Will Ferrell embodies the pure Joy that children experience around Christmas in “Elf”. When Buddy (Ferrell) is accidentally transported to the north pole as a baby he is raised by the elves of Santa’s workshop. As Buddy grows to be a man he increasingly finds himself ostracized by the other elves and feelings of not fitting in begin to flourish. Eventually he is told the truth and he sets out to New York City to find his real father. Walter Hobbs (James Caan), is a cynical New York businessman that ends up harboring his chaotic new son after confirmation via blood test. “Elf” quickly became a christmas classic from the early 2000’s as it earned its place among the numerous Christmas movies by leaning on Ferrell’s bombastic performance, but also from having a solid director in the form of Jon Favreau with a stellar cast on the sidelines. Ed Asner plays Santa, Zooey Deschanel plays Jovie (Buddy’s love interest), There’s also Peter Dinklage, Amy Sedaris, Andy Richter, Kyle Gass, Artie Lange, and Ray Harryhausen in a voiceover role. Unless you’re a complete Scrooge or a total Grinch you’ll likely find something to love here.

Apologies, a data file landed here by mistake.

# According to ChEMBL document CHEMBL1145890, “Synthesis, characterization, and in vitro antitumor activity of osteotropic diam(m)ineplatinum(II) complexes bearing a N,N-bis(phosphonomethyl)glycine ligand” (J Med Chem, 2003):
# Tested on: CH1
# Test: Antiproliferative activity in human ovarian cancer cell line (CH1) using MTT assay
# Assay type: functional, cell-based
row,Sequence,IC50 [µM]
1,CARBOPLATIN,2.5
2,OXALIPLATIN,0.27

4 Jingle All The Way

Perfectly mimicking the real life toy craze of the “tickle-me-Elmo” toy at the time “Jingle All The Way” follows Arnold Schwarzenegger and Sinbad playing two desperate fathers racing around town attempting to buy their sons the last of the popular Turbo Man toy. This slapstick favorite mirrors a popular christmas tale theme of materialism and to what length we will go to find that perfect gifts for our families. If you wanted Christmas, Comedy, and Arnold Schwarzenegger along with Sinbad.. well actually that’s a pretty specific “want”, and I’m pretty sure this is the only film to include all of that. Anyways, it’s a fun, mindless, Christmas comedy, enjoy!